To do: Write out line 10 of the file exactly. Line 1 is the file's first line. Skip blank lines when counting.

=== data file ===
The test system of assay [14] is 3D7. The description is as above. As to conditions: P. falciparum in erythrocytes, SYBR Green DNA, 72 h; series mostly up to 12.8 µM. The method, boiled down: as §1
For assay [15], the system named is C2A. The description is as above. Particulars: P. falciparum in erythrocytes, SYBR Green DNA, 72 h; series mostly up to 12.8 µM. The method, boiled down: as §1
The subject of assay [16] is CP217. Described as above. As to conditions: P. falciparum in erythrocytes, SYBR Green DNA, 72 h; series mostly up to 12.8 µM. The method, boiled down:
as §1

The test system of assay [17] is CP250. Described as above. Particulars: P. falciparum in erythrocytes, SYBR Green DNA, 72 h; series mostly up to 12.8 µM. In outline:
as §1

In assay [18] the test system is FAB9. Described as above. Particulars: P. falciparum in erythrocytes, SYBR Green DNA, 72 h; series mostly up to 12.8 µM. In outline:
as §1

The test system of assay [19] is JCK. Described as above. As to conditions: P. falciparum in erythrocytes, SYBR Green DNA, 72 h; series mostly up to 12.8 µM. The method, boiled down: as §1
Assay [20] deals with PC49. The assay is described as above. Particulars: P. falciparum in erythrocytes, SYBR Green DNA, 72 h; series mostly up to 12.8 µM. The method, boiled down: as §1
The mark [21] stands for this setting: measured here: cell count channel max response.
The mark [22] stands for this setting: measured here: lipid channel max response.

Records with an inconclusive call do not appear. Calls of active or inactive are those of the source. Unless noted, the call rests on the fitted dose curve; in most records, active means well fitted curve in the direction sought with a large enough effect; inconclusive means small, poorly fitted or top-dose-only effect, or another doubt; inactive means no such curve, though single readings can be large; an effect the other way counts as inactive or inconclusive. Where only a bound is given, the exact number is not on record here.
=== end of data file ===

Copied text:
Assay [20] deals with PC49. The assay is described as above. Particulars: P. falciparum in erythrocytes, SYBR Green DNA, 72 h; series mostly up to 12.8 µM. The method, boiled down: as §1